There are some steps that every buyer should know before they purchase Real Estate in the Rosarito Beach Area.
1. Understanding the Area and Selecting the Right Property
It is very important to do your research on the internet or through a local real estate company, this way the buyer will know the available inventory in their area. By having a better understanding of the areas and prices, you can make a better decision on which property will fit your needs.
When you find your best options, it is time to contact the sellers through a real estate agent and start the home viewings; make sure the information provided during the initial research is reliable by making an initial walk-through of the house. Read about the Advantages of Living in the Rosarito Area.
2. Understanding the Buying Process
When you finally make a decision on the property you want to buy, then the buying process starts. Whether it is a cash deal or a loan is needed, the process will be about the same.
In order to get the property title, all buyers need to go through a Mexican Notario. The Mexican notary public is an attorney at law, who is authorized by the Government to give final formality to the title transfer process in his protocol book. The resulting document taken from his protocol book is registered at the public registry of properties, and it will give evidence of the title in the name of the buyer. Learn more about Mexican Notarios.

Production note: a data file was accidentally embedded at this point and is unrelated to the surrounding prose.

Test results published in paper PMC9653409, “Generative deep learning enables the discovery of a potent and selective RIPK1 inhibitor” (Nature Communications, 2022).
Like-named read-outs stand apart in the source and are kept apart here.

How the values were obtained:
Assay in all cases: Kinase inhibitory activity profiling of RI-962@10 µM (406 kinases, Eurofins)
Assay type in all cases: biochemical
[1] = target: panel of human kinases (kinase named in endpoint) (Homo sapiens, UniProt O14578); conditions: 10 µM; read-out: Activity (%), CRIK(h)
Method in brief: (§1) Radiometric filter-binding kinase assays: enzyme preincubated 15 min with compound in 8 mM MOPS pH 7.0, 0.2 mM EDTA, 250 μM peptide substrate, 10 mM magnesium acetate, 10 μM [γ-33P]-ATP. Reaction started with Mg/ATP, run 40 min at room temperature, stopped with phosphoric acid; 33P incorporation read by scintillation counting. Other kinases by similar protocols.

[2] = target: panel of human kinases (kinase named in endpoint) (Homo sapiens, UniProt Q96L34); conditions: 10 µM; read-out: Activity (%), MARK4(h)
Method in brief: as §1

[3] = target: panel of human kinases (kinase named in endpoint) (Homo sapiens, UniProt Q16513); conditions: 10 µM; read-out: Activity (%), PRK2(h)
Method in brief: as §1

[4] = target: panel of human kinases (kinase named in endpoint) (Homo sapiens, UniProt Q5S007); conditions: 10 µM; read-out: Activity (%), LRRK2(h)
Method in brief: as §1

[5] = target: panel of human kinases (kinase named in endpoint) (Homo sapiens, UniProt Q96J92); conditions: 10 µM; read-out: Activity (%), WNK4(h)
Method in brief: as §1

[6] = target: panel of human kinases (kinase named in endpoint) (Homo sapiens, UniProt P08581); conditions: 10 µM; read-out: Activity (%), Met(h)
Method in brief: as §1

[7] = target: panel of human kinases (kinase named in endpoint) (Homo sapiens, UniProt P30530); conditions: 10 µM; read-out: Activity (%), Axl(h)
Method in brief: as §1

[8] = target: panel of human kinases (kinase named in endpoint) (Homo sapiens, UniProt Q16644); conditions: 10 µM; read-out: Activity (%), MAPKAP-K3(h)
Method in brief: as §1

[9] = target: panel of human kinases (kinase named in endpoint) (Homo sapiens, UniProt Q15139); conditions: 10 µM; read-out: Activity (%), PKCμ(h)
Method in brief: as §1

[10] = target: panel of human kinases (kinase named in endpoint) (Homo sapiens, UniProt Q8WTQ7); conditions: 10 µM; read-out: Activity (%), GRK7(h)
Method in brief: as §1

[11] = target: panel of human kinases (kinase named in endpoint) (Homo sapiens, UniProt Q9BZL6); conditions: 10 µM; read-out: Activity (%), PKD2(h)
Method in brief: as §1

3. Understanding the Closing Process and Its Cost
Besides the sales price, you can expect other expenses that the buyer must meet upon the transferring of the deed (Escritura) such as, fees, taxes and expenses that arise from the purchase as well as the formalization of the deed before a Mexican Notario. Learn about the Closing Process and Closing Costs for Properties in Mexico.
The buyer has the right to appoint a substitute beneficiary who will receive all the rights and obligations that arise from the deed if the buyer dies. With this designation of substitute Beneficiaries, your heirs will not need to follow any probate proceeding before the Mexican courts, which would take time and attorney's fees. The substitute would only need to provide a death certificate of the original deed beneficiary and make pertaining changes to the deed at the public registry of properties.
If the buyer decides not to appoint any beneficiaries during this process, then, the alternative is to have a Mexican Will prepared to avoid expensive legal fees and probate at the time of death. Learn about Setting Up a Mexican Last Will and Testament.